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Suppose I have the state $\frac{1}{2}(|0\rangle + |1\rangle)$, how can I refer to ket 0 and ket 1 in general within a state? Would "term 1" and "term 2" work?

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If you have $|\psi \rangle = \alpha |0\rangle + \beta|1\rangle$ then you can refer to $|0\rangle$ and $|1\rangle$ as the basis states. This is generalize to $n$ qubit system as well.

And yes, you can just just refer to them as the $|0\rangle$ or "ket 0" state, and $|1\rangle$ or "ket 1" state.

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Generally, a quantum state $|\psi\rangle$ is composed of basis states $|0\rangle$ and $|1\rangle$. This come from linear algebra where any vector can be written as a sum of basis states multplied by an appropriate number. Since quantum states can be described by vectors from $\mathbb{C}^{2^n}$ (where $n$ is a number of qubits in the state), term basis states is more than appropriate.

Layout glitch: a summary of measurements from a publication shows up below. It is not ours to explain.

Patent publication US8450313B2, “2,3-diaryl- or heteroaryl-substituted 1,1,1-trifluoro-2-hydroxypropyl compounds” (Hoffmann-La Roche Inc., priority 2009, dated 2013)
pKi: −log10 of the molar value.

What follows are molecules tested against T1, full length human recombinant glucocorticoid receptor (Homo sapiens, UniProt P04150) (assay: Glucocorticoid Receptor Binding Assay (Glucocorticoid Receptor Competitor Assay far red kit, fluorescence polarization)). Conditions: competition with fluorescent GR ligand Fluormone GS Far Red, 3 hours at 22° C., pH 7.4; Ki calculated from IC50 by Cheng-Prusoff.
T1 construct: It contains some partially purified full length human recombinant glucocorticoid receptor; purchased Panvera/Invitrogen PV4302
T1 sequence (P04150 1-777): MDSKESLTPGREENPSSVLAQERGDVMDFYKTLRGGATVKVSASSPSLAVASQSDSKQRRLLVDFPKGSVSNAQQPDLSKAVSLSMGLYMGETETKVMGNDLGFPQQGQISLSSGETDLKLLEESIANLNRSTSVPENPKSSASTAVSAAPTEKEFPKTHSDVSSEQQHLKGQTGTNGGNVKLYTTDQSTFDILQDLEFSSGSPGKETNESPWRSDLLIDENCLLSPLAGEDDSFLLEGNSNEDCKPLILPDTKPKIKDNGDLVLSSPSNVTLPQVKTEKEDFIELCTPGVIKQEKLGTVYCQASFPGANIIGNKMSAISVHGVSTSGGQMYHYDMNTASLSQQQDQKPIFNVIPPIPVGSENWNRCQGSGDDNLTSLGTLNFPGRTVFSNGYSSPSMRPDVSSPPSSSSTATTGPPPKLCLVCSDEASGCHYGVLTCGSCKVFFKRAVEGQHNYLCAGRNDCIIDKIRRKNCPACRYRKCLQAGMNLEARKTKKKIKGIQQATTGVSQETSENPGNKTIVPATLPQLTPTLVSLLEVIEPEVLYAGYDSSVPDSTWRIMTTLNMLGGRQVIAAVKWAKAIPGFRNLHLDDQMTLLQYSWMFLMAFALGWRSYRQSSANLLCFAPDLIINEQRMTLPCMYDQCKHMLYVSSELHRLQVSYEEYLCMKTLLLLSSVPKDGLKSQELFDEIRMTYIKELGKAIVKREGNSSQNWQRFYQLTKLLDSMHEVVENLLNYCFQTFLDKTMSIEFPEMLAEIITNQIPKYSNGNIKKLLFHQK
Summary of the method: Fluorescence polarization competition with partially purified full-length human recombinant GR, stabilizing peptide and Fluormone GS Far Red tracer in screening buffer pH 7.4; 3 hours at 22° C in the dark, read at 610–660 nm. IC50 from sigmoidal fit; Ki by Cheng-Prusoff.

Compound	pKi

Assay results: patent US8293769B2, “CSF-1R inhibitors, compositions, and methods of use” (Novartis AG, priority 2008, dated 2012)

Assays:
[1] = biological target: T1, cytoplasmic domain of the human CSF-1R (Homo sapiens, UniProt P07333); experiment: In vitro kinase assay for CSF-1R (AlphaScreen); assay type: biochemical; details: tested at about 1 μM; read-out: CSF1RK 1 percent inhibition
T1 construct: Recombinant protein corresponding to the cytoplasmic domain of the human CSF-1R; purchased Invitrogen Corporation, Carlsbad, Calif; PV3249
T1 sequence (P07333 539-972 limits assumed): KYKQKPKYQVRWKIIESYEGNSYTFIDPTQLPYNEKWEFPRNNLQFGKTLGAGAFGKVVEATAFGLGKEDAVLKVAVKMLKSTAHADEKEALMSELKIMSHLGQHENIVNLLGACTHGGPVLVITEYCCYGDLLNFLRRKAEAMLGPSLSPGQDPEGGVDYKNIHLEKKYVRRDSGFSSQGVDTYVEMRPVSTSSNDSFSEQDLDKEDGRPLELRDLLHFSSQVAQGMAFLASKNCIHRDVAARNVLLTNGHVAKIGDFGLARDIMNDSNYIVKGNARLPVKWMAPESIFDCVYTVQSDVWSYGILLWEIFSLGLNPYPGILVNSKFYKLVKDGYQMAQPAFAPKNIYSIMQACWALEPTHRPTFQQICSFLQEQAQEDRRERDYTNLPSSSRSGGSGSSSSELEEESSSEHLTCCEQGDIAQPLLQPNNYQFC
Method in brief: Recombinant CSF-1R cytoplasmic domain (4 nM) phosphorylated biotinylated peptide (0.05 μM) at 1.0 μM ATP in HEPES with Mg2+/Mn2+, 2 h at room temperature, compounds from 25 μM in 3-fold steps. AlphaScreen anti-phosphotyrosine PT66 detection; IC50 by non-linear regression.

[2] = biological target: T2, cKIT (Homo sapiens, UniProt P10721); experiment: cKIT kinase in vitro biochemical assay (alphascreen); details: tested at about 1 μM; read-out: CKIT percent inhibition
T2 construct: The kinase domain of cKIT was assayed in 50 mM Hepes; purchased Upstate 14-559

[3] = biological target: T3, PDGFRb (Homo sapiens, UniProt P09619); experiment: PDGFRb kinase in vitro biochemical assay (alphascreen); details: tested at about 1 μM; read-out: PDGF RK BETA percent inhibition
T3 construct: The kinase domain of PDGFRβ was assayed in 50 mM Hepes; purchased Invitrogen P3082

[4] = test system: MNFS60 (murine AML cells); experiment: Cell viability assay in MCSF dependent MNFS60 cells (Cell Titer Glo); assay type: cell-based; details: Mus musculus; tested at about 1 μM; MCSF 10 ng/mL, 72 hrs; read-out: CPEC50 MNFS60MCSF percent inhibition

You can also call these states ZERO and ONE in this particular case (a basis composed of $|0\rangle$ and $|1\rangle$ is called computational basis).

Just note that your state is not normalized, it should be $\frac{1}{\sqrt{2}}(|0\rangle +|1\rangle)$. Maybe, you were confused by notion that $|\psi\rangle$ collapses to either 0 or 1 with 50 % probability after measurement. However, coefficients in a quantum state are complex numbers called (quantum) amplitudes. A probability is square of amplitude absolute value.

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